Oatmeal: It’s What’s For Breakfast

When Cleopatra slipped into her oatmeal-and-buttermilk-filled bathtub, she was making sure her skin was healthy and smooth-looking all day long. What she didn’t know what that those magic grains could do the same for her insides.

Seems that nutty-tasting oat groats (that’s what the seed inside an oat husk is called) pack a powerhouse of anti-aging nutrients. One cup provides two of the six servings of the whole grains you should eat daily, almost a third of your fiber and around 20 percent of your iron and 4 percent of your calcium. This helps maintain a healthy, youthful cardiovascular and digestive system.

And there’s more good news about oatmeal: A new study from Louisiana State University School of Nutrition and Food Sciences shows that oatmeal satisfies your hunger better than ready-to-eat cereals, even those made from oats. That means if you have oatmeal for breakfast, you’ll eat less at lunch – making this the perfect weight-control morning meal.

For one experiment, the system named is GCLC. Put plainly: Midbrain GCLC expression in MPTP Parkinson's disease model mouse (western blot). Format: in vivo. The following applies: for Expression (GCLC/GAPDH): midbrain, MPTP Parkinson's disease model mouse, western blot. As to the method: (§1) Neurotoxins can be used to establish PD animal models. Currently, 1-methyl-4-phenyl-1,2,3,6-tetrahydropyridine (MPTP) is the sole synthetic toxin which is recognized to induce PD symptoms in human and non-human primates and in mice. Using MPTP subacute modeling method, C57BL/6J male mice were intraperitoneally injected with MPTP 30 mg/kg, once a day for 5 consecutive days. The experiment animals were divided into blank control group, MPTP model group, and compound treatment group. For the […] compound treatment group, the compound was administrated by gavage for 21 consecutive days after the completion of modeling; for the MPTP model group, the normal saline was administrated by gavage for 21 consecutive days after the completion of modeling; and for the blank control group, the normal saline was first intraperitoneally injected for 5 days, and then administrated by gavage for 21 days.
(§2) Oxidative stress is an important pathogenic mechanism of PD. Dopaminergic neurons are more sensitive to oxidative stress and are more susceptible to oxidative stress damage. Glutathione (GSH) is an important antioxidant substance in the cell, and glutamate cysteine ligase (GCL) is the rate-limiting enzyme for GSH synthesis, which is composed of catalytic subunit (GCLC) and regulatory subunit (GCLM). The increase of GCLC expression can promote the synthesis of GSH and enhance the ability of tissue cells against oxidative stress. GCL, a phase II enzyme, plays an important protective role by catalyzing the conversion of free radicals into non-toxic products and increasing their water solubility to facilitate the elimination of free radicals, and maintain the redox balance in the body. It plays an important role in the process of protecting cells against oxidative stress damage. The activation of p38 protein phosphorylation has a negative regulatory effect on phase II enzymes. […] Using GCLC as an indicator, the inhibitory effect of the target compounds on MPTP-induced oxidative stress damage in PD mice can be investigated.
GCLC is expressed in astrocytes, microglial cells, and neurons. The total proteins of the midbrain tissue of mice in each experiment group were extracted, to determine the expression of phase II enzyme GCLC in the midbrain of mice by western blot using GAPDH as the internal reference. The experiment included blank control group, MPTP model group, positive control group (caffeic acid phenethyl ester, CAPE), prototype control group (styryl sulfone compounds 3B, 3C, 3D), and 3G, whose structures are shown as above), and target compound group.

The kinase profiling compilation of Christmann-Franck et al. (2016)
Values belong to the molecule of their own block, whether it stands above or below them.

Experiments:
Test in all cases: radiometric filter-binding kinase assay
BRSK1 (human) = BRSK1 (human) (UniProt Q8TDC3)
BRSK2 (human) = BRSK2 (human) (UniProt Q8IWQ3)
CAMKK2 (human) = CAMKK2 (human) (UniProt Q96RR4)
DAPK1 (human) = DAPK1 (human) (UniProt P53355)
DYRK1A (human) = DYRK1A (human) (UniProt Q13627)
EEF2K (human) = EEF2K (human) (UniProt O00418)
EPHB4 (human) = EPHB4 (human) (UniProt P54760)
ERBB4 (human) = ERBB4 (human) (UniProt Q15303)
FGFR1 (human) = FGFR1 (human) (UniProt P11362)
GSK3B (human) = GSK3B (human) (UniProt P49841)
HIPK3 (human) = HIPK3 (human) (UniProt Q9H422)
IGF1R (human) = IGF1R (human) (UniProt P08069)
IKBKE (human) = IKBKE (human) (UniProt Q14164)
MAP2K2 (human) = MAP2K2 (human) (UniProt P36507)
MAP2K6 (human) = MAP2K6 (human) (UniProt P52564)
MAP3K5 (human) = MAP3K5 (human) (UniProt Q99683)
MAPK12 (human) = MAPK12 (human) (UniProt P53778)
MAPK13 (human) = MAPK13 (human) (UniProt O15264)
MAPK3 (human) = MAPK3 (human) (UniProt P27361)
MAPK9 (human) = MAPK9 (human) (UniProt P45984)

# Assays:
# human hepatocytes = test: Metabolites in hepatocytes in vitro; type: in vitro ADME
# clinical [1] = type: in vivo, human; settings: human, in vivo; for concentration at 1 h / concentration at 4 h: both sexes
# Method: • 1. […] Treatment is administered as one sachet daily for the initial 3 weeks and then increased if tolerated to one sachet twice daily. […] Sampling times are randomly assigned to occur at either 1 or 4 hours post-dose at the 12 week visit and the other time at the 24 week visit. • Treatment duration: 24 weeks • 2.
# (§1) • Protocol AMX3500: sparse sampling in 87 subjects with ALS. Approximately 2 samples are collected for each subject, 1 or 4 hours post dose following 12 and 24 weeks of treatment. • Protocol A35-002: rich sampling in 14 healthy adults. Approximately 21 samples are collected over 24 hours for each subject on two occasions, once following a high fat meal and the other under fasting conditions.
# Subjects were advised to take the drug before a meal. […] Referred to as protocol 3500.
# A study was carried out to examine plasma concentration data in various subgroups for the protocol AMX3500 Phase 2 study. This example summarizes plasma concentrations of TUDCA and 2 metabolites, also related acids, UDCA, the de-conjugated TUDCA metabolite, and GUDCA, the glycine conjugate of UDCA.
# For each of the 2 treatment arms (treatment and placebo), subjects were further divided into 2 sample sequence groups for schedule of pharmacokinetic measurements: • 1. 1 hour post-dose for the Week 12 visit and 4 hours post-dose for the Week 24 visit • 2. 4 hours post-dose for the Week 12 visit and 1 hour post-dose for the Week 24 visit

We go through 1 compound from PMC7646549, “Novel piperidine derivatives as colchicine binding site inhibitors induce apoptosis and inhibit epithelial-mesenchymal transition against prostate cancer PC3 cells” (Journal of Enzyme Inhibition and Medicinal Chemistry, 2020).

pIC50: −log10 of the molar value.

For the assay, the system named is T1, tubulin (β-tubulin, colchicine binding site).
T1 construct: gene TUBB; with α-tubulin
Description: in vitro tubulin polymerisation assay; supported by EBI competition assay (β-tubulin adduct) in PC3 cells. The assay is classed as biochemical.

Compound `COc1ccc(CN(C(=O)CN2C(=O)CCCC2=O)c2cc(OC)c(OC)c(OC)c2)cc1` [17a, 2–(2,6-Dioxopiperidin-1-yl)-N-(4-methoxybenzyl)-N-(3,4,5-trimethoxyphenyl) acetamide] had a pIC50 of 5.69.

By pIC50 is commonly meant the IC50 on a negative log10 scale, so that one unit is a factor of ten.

But you’ve gotta go for the good grain, not the instant oatmeal packs that come loaded with 12 times as much sugar and 33 percent less fiber than old-fashioned rolled oats. We’re taking about rolled oatsoatmealberries (steamed and flattened whole oat groats) and steel-cut oats, which are broken groats from the de-husking process. Sometimes they’re eaten raw (that’s muesli) or cooked into the familiar hot porridge. We suggest livening things up by mixing in 12 walnut halves, nonfat Greek yogurt or nonfat almond milk and fresh berries. Now you’ll sail through the day or down the Nile.


© 2015 Michael Roizen, M.D. and Mehmet Oz, M.D.
Distributed by King Features Syndicate, Inc.

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Written by Drs. Oz and Roizen

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